Kate with Hey Hot Guy! sign

5. Sex. Crazy sex. And lots of it.

We live in an incredibly sex-negative society — much more for women than for men. And while in a perfect world we wouldn’t care what people thought of our private sex lives, most of us do care, at least a little bit.

It holds a lot of women back, lest she be labeled a slut for enjoying herself sexually. And because of that, some women end up having mediocre sex for the rest of their lives.

However, traveling alone gives you the ultimate freedom to explore sexually. If you’d be worried about how people will react, you don’t need to — nobody here knows you! Between anonymity and being in a new destination, there’s no chance the guy you picked up at that bar happens to works with your cousin.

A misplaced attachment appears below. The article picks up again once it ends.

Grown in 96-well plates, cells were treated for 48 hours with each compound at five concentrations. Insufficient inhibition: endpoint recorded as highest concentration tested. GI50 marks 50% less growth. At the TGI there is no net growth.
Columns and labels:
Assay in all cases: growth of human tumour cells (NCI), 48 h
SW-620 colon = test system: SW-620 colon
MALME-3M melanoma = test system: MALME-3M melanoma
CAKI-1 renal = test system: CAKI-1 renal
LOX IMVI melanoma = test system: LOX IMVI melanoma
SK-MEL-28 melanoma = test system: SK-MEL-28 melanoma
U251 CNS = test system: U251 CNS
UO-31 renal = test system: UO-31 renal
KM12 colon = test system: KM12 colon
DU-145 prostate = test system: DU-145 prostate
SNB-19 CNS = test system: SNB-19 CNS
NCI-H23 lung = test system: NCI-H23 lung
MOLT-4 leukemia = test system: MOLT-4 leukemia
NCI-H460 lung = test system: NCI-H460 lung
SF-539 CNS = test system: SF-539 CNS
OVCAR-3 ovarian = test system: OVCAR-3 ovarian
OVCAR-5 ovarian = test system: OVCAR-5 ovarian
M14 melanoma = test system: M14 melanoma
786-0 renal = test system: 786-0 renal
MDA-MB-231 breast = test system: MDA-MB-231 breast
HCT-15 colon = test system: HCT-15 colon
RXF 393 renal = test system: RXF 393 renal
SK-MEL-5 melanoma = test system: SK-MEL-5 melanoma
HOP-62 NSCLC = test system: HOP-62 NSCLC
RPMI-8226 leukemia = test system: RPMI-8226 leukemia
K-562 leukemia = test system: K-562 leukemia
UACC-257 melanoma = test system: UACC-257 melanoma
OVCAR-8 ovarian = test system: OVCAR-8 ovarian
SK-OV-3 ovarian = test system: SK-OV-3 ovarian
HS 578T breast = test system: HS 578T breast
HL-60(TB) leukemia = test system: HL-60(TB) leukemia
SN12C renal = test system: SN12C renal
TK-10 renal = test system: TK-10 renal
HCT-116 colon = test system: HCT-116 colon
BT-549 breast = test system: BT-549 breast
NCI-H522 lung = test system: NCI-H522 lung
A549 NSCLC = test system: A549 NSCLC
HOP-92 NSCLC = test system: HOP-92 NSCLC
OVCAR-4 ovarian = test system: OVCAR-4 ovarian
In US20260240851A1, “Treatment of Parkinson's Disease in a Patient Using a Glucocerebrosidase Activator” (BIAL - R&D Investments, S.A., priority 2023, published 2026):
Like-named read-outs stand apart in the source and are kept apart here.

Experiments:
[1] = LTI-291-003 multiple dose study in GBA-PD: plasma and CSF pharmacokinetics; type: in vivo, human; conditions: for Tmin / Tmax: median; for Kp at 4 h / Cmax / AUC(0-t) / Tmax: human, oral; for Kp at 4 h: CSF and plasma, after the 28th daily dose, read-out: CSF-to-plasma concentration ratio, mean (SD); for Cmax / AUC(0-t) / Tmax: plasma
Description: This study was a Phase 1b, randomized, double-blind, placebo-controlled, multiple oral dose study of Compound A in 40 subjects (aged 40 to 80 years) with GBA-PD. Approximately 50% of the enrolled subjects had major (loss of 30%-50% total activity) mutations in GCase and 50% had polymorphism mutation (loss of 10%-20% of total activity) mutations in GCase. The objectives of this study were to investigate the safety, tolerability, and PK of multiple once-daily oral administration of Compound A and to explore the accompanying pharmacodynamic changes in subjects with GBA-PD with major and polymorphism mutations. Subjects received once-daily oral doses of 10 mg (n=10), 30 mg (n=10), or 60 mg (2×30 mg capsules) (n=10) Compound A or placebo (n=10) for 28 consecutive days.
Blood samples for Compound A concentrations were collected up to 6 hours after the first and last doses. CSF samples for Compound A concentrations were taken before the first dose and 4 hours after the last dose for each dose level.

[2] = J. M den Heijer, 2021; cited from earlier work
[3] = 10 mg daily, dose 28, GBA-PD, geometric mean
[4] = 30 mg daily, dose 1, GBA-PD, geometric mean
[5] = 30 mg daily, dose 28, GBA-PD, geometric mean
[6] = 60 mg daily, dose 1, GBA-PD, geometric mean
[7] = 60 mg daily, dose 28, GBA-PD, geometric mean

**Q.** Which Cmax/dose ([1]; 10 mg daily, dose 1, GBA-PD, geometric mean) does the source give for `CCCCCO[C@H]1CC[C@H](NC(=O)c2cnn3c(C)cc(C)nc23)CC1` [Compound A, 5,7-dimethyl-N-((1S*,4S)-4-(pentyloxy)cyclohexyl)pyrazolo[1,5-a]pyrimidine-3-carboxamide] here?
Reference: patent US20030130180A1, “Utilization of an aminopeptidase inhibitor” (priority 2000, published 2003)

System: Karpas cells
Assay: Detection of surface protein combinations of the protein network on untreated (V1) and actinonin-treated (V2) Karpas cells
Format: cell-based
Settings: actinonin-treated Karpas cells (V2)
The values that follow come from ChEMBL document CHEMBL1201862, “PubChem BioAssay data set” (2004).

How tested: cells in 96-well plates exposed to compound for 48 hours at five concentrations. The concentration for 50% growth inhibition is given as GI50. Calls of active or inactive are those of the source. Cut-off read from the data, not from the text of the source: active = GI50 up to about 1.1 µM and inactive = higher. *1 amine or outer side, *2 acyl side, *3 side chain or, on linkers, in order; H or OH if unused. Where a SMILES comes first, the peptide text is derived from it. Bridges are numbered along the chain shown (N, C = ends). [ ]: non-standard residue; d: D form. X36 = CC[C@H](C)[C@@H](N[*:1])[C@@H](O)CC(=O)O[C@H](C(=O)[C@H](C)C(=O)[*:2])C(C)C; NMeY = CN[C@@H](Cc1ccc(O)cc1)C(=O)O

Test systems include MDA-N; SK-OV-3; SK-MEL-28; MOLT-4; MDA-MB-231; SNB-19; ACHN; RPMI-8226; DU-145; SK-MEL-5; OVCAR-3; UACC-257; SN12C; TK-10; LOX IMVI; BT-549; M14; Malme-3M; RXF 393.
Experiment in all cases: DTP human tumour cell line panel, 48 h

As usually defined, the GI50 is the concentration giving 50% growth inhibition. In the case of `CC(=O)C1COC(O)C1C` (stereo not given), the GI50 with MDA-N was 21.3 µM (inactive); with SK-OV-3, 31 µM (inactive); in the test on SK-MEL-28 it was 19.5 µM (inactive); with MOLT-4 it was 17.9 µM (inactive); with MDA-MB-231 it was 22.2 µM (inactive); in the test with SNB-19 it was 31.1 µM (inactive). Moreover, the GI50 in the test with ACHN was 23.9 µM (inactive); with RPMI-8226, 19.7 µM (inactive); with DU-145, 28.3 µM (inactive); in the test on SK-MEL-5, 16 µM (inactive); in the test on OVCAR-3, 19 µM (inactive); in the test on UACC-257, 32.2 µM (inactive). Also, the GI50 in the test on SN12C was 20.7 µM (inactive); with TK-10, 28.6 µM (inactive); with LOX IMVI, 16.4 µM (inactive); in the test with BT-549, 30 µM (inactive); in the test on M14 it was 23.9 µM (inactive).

And if you use it as an opportunity to do something different — whether it’s hooking up with someone completely against your type or trying something you’ve always fantasized about but were too shy to do at home — you could end up laying the groundwork for a lifetime of amazing sex that you never would have discovered if you hadn’t traveled solo.

Take steps to protect yourself, both physically and emotionally, never be with anyone you don’t trust, and remember that no sex is ever 100% safe. Beyond that? Go have fun.

Best of all, you only have to tell people about it if you feel like it. If it sucks and you never want to think about it again, nobody will know! (AND if it’s amazing and you want to share it with the world or keep it a deliciously dirty secret, you go ahead and do that!)

Just don’t do it in a dorm. Everyone’s got a phone with video these days.

What unusual benefits have you gained from solo travel?